Fumaric acid esters (FAEs; Fumaderm ) are the most frequently prescribed first-line systemic treatment for moderate-to-severe plaque psoriasis in Germany. Risankizumab (Skyrizi ) is a humanized IgG1 monoclonal antibody that specifically binds to the p19 subunit of interleukin-23.
This study compared risankizumab treatment with FAEs in psoriasis patients.
This phase 3, randomized, active-controlled, open-label study with blinded assessment of efficacy was conducted in Germany. Patients were randomized (1:1) to subcutaneous risankizumab 150mg (weeks 0, 4, 16) or oral FAEs at increasing doses from 30mg/d (week 0) up to 720mg/d (weeks 8-24). Enrolled patients were adults naive to and candidates for systemic therapy, with chronic, moderate-to-severe plaque psoriasis. Phototherapy was not allowed within 14 days before or during the study.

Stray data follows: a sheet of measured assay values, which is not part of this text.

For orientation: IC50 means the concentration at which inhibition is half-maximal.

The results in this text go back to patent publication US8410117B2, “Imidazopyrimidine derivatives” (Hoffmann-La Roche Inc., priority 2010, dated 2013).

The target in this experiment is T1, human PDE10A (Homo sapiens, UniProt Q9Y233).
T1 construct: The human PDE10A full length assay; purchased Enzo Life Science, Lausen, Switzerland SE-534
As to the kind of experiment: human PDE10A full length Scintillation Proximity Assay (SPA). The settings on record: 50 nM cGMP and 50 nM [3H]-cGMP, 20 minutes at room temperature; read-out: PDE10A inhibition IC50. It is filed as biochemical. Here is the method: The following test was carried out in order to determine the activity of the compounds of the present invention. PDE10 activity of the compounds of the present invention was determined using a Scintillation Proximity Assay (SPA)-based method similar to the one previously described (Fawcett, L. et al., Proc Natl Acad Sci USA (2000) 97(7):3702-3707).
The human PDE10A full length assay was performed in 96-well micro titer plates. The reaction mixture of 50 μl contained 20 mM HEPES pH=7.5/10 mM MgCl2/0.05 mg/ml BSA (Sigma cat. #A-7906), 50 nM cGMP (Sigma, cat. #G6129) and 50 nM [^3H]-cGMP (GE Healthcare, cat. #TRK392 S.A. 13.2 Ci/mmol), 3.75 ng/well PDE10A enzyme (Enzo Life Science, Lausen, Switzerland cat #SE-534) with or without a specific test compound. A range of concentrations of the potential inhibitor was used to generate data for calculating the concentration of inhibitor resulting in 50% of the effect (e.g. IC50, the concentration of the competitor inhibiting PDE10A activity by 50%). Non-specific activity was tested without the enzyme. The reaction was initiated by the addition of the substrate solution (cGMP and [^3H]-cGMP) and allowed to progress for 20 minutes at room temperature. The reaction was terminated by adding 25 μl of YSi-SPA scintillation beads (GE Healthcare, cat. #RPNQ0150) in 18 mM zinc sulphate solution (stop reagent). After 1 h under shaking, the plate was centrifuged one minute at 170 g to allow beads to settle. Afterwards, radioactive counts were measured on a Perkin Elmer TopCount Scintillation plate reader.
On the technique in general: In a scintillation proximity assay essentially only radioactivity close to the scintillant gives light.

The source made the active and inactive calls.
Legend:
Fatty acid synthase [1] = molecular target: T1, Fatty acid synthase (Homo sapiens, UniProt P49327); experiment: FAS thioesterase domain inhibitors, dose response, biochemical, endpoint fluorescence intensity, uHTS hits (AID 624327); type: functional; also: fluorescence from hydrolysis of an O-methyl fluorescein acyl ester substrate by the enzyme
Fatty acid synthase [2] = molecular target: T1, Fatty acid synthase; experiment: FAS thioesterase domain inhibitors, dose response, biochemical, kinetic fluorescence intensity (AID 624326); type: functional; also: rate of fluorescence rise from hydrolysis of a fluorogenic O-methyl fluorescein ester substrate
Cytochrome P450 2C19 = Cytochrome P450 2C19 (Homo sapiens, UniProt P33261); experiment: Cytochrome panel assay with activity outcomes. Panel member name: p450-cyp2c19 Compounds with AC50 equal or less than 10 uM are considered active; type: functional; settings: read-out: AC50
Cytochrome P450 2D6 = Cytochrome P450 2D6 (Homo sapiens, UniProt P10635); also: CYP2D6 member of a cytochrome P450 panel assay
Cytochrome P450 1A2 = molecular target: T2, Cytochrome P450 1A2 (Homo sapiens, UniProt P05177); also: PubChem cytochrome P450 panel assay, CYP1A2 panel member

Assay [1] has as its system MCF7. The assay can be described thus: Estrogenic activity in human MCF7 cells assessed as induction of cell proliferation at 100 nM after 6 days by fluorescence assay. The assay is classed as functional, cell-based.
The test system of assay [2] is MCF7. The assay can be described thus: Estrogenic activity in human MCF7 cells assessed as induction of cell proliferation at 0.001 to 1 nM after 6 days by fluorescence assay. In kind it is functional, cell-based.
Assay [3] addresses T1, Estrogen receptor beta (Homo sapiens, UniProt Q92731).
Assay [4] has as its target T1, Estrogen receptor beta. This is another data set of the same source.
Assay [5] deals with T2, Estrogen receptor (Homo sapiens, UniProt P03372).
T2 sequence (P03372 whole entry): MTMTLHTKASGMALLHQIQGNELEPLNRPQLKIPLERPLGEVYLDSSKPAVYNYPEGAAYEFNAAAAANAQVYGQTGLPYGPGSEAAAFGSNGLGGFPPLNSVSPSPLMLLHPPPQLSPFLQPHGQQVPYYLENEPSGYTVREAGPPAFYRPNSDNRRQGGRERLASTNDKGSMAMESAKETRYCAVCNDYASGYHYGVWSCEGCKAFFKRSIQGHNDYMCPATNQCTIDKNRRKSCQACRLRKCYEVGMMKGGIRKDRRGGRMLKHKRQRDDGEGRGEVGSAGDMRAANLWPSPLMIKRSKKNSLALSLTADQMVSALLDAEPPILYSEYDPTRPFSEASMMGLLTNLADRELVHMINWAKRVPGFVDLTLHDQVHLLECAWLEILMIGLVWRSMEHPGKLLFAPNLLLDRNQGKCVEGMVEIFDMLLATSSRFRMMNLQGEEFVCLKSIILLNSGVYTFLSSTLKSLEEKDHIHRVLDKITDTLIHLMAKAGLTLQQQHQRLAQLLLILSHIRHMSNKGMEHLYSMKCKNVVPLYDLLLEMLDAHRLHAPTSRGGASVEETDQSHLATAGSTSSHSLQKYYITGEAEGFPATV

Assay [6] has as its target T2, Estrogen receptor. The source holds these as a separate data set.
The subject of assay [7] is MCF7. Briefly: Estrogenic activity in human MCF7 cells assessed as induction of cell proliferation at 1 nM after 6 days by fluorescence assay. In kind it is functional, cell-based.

Key efficacy endpoints were met at week 24 for risankizumab (N=60) versus FAEs (N=60) (P<.001): achievement of PASI 90 (primary endpoint; 83.3% vs 10.0%), PASI 100 (50.0% vs 5.0%), PASI 75 (98.3% vs 33.3%), PASI 50 (100% vs 53.3%), and Static Physician's Global Assessment of clear/almost clear (93.3% vs 38.3%). The rates of gastrointestinal disorders, flushing, lymphopenia, and headache were higher in the FAEs group. One risankizumab patient reported a serious infection (influenza requiring hospitalization). There were no malignancies, tuberculosis, or opportunistic infections in either treatment arm.
Risankizumab was found superior to FAEs, providing earlier and greater improvement in psoriasis outcomes that persisted with continued treatment, and more favorable safety results consistent with the known safety profile. No new safety signals for risankizumab or FAEs were observed.

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